2010 March 20: CT Norwich: Wood furnace bill killed in committee

2010 March 19: CT Hartford: COMMENTS & Letter to the Editor: Legislature Fails To Curb A Health Hazard: Outdoor Wood Furnaces

 

COMMENTS:

Little will be done until it personally effects a member of our fine legislative body.

rickyhb06092 (03/22/2010, 7:01 AM )

 


Why is it that something so sensible – protecting our health – is made so hard by a few selfish people who don’t care about the ill-health they cause?

CaresAboutHealth (03/22/2010, 4:09 AM )

 

When will people realize that we need to protect our health and planet. Why is wood smoke given a free pass to make people sick, kill some and contribute to global warming? How hard is it to read the studies and science? Please stand up and protect us.

smokelessinvancouver (03/22/2010, 2:19 AM )

Letter to the Editor
 
This shouldn’t have been a hard call. More than 750 people have called the state Department of Environmental Protection in the past four years to say that neighbors’ outdoor wood-burning furnaces were making them ill.

This volume of complaints should have signaled to legislative leaders that they needed to act, to either ban the things or regulate them tightly enough so they are no longer a health hazard.

But no, they allowed a weak regulatory bill to die in committee last week. The lack of action was shameful.

The outdoor burners, which have gained some popularity in the last half-dozen years, are sometimes confused with indoor wood stoves. They are different: The outdoor unit is a wood-fired boiler in a small, insulated shed with a smokestack. It heats water that is piped underground to a house or other building.

Indoor wood stoves must be certified by the U.S. Department of Environmental Protection; there is no such requirement for outdoor wood-burning fireplaces (also known as OWFs).

‘A Lot Of Thick Smoke’

Do the outdoor units pose a serious danger? The state Department of Environmental Protection’s website says they do: "OWFs produce a lot of thick smoke, which in addition to being a nuisance to neighbors has serious health and air pollution impacts. Smoke from OWFs contains unhealthy amounts of particulate matter, dioxin, carbon monoxide, nitrogen dioxide, sulfur dioxide, hydrochloric acid, formaldehyde and other toxic air pollutants."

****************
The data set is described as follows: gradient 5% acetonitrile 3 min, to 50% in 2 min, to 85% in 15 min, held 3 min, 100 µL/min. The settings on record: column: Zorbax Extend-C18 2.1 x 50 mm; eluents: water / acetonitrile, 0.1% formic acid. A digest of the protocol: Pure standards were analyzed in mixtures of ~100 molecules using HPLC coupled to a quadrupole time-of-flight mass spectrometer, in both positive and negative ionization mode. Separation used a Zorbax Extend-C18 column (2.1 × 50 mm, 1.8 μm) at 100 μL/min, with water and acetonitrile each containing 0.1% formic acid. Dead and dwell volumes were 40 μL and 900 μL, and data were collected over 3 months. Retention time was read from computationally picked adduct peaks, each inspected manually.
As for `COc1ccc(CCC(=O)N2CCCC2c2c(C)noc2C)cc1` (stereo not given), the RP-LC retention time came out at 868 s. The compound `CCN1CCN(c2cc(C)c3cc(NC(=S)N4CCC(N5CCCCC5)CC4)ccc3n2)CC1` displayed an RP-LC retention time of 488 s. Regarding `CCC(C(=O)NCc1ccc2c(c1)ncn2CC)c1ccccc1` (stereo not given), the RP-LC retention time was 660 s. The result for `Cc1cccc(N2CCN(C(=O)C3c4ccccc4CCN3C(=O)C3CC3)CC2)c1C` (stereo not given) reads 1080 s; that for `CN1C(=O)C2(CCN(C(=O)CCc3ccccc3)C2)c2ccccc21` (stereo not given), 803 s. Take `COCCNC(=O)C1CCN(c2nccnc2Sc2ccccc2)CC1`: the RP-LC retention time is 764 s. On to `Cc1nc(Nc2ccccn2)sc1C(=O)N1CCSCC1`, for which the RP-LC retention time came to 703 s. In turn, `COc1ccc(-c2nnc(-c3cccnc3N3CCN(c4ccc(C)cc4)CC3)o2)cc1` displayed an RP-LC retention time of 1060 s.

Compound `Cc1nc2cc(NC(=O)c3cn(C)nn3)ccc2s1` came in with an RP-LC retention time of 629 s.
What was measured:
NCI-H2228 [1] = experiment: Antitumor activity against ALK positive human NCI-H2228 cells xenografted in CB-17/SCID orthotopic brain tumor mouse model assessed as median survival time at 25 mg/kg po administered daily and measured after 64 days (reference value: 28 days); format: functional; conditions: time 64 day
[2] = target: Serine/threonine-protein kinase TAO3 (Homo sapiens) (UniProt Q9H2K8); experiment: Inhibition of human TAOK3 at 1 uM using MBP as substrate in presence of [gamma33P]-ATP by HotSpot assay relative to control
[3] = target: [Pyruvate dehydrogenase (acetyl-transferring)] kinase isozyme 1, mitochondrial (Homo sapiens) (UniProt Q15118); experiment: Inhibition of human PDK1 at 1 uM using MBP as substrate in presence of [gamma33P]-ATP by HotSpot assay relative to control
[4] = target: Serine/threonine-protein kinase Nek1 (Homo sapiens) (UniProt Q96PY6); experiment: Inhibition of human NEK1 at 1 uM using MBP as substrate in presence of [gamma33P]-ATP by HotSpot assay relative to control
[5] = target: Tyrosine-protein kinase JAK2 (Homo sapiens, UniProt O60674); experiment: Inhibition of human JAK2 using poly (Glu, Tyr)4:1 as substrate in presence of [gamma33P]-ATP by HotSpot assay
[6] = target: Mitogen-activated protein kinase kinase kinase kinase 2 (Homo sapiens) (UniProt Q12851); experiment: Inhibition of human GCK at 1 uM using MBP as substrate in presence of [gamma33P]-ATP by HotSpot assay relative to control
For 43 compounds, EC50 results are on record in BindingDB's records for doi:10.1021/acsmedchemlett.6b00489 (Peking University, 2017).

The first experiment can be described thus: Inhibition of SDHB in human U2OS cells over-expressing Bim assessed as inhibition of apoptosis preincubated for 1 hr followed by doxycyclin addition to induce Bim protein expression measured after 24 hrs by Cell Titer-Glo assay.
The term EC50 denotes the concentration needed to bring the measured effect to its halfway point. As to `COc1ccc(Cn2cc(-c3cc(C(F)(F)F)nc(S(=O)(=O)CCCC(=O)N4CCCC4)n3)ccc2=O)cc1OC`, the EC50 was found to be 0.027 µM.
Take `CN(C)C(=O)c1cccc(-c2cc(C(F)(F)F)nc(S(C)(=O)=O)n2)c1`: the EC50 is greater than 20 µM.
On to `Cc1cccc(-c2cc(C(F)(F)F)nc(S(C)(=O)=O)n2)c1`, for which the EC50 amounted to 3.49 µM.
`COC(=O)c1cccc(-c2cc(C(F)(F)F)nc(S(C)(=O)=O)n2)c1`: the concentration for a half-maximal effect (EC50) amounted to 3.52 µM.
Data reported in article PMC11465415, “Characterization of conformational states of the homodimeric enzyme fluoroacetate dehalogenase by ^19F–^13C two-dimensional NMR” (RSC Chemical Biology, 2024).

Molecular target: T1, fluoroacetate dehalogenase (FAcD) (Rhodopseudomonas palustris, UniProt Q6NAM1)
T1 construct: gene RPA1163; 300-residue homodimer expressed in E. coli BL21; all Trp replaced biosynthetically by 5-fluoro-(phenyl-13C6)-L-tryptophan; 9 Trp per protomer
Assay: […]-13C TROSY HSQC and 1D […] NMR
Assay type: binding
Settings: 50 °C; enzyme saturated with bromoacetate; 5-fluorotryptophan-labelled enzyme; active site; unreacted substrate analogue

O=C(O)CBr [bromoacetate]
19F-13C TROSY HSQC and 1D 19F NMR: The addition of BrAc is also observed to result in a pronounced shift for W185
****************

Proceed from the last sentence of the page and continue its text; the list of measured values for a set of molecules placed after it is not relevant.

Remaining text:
Wood smoke contains many of the same ingredients as cigarette smoke and presents many of the same issues. It can "increase adverse respiratory and cardiovascular symptoms" and is "associated with a diverse range of harmful health effects, including asthmatic sensitivity, lung illnesses and cancer," the DEP says.

Dr. David Brown, a public health toxicologist, told a legislative committee that fine particulates from outdoor furnaces get into nearby homes, and that an exposure as short as two hours can produce "significant adverse health effects."

Why do outdoor furnaces smoke so much? DEP Commissioner Amey Marrella said in written testimony that the design of outdoor furnaces "generally leads to incomplete combustion, resulting in frequent periods of excessive smoking and much higher quantities of particulate matter than other wood-burning devices."

Current Regulations Ineffective

Though some newer outdoor units are better, the DEP Web report says it knows of none on the market able to fully comply with state air-quality standards.

In 2004, the DEP pushed to ban the devices. Instead, the legislature created some rudimentary regulations. As of 2005, new units had to be more than 200 feet from the nearest house not served by the furnace, and the smokestack must be higher than the roof peak of any residence within 500 feet.

If these regulations worked, there would be no need to change the law. The number of complaints strongly suggest that the regulations are, as Commissioner Marrella said, "inadequate."

The bill before the legislature didn’t solve the problem. Initially it would have banned use of outdoor furnaces from April 15 to Oct. 15, a half-baked measure akin to banning snowblowers for the summer. Furnaces pose a health threat all year, and should so be regulated. But the bill was amended to let towns regulate the furnaces (something DEP officials think towns can do now). It failed to clear the environment committee by a vote of 17-12.

Nine towns in the state have banned outdoor furnaces, as have hundreds of communities across the country, along with the state of Washington. Every other Northeastern state has either passed more stringent regulations or is in the process of doing so.